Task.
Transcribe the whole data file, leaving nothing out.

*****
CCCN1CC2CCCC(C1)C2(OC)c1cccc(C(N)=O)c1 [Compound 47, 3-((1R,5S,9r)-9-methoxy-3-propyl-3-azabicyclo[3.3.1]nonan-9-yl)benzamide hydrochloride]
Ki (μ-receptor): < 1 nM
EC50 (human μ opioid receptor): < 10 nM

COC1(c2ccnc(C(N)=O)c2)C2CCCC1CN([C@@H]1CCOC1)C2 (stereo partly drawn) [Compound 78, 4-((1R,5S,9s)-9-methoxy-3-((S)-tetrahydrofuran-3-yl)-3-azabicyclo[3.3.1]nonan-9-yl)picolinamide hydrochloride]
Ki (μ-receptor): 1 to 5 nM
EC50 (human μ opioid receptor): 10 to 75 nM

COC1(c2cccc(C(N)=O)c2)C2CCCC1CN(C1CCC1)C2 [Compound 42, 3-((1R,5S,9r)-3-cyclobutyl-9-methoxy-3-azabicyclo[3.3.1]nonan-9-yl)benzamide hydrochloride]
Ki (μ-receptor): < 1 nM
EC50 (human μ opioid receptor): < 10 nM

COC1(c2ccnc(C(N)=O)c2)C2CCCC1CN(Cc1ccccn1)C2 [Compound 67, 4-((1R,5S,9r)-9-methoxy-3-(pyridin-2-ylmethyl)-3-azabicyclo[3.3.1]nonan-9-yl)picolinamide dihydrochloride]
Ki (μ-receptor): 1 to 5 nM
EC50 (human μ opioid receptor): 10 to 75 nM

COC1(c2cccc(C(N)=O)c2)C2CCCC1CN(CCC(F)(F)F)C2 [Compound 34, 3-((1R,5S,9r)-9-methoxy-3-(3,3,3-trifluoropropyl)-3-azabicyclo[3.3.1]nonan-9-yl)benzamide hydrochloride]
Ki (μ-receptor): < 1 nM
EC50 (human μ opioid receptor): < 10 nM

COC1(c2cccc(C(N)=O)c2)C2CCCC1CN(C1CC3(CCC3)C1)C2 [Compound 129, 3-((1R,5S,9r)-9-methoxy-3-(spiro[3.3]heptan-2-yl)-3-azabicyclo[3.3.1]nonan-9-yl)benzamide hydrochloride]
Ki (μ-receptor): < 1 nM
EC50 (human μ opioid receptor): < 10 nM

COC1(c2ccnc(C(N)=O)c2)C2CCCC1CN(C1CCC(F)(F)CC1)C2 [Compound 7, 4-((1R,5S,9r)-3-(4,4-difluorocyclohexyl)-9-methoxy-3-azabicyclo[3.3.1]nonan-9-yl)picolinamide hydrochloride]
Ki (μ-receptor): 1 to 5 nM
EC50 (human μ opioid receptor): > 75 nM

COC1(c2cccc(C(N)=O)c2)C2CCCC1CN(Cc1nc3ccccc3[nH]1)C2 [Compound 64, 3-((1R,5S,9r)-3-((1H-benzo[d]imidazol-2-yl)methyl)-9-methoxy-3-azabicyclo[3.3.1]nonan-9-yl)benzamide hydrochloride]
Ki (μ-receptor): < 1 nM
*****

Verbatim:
CCCN1CC2CCCC(C1)C2(OC)c1cccc(C(N)=O)c1 [Compound 47, 3-((1R,5S,9r)-9-methoxy-3-propyl-3-azabicyclo[3.3.1]nonan-9-yl)benzamide hydrochloride]
Ki (μ-receptor): < 1 nM
EC50 (human μ opioid receptor): < 10 nM

COC1(c2ccnc(C(N)=O)c2)C2CCCC1CN([C@@H]1CCOC1)C2 (stereo partly drawn) [Compound 78, 4-((1R,5S,9s)-9-methoxy-3-((S)-tetrahydrofuran-3-yl)-3-azabicyclo[3.3.1]nonan-9-yl)picolinamide hydrochloride]
Ki (μ-receptor): 1 to 5 nM
EC50 (human μ opioid receptor): 10 to 75 nM

COC1(c2cccc(C(N)=O)c2)C2CCCC1CN(C1CCC1)C2 [Compound 42, 3-((1R,5S,9r)-3-cyclobutyl-9-methoxy-3-azabicyclo[3.3.1]nonan-9-yl)benzamide hydrochloride]
Ki (μ-receptor): < 1 nM
EC50 (human μ opioid receptor): < 10 nM

COC1(c2ccnc(C(N)=O)c2)C2CCCC1CN(Cc1ccccn1)C2 [Compound 67, 4-((1R,5S,9r)-9-methoxy-3-(pyridin-2-ylmethyl)-3-azabicyclo[3.3.1]nonan-9-yl)picolinamide dihydrochloride]
Ki (μ-receptor): 1 to 5 nM
EC50 (human μ opioid receptor): 10 to 75 nM

COC1(c2cccc(C(N)=O)c2)C2CCCC1CN(CCC(F)(F)F)C2 [Compound 34, 3-((1R,5S,9r)-9-methoxy-3-(3,3,3-trifluoropropyl)-3-azabicyclo[3.3.1]nonan-9-yl)benzamide hydrochloride]
Ki (μ-receptor): < 1 nM
EC50 (human μ opioid receptor): < 10 nM

COC1(c2cccc(C(N)=O)c2)C2CCCC1CN(C1CC3(CCC3)C1)C2 [Compound 129, 3-((1R,5S,9r)-9-methoxy-3-(spiro[3.3]heptan-2-yl)-3-azabicyclo[3.3.1]nonan-9-yl)benzamide hydrochloride]
Ki (μ-receptor): < 1 nM
EC50 (human μ opioid receptor): < 10 nM

COC1(c2ccnc(C(N)=O)c2)C2CCCC1CN(C1CCC(F)(F)CC1)C2 [Compound 7, 4-((1R,5S,9r)-3-(4,4-difluorocyclohexyl)-9-methoxy-3-azabicyclo[3.3.1]nonan-9-yl)picolinamide hydrochloride]
Ki (μ-receptor): 1 to 5 nM
EC50 (human μ opioid receptor): > 75 nM

COC1(c2cccc(C(N)=O)c2)C2CCCC1CN(Cc1nc3ccccc3[nH]1)C2 [Compound 64, 3-((1R,5S,9r)-3-((1H-benzo[d]imidazol-2-yl)methyl)-9-methoxy-3-azabicyclo[3.3.1]nonan-9-yl)benzamide hydrochloride]
Ki (μ-receptor): < 1 nM